“I always enjoyed doing Superweek as it was my hometown race and also the first road racing series that I had seen in the early 1980s, as I also found it to be a fun atmosphere with little pressure,” she explained. “I mean, I put a lot of pressure on myself to try to win, but I always enjoyed racing on home soil. My parents had a house on one of the courses, and my brothers had houses on others in Whitefish Bay and on the Downer Avenue course, and they often had barbeques on race day. Everybody would stand on the curb, cheering us on as they drank beer and ate bratwurst. It was a fun time.”
3. Demet’s father was athletic, but the rest of her family was not. He played squash, racquetball, handball and swam; he was not a cyclist. Her entry to cycling was pure chance.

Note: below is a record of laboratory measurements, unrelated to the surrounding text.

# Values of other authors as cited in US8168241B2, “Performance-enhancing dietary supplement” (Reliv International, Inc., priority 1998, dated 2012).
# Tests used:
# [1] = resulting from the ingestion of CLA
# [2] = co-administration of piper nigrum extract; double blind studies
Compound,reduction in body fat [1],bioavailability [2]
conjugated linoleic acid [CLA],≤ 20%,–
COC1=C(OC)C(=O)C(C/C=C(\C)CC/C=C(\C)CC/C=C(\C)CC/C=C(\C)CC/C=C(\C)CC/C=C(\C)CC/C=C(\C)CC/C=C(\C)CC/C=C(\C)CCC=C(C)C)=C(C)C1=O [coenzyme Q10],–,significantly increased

“I had begun cycling as a form a cross-training for speedskating at the advice of Dr. Mike Woods,” she said. “He started a junior cycling team, called the Brookfield Cycling team, which contained many of my speedskating companions. He held structured training sessions from his house all spring and summer. His wife, Susan, was incredibly supportive as well. She always had fresh baked cookies, chocolate milk, water and juice that she would serve to us post training. They treated us like family and were incredibly supportive.”
4. Demet met Canadian cyclist Michael Barry in 1997, when she was living in Boulder, Colorado, and racing for Saturn.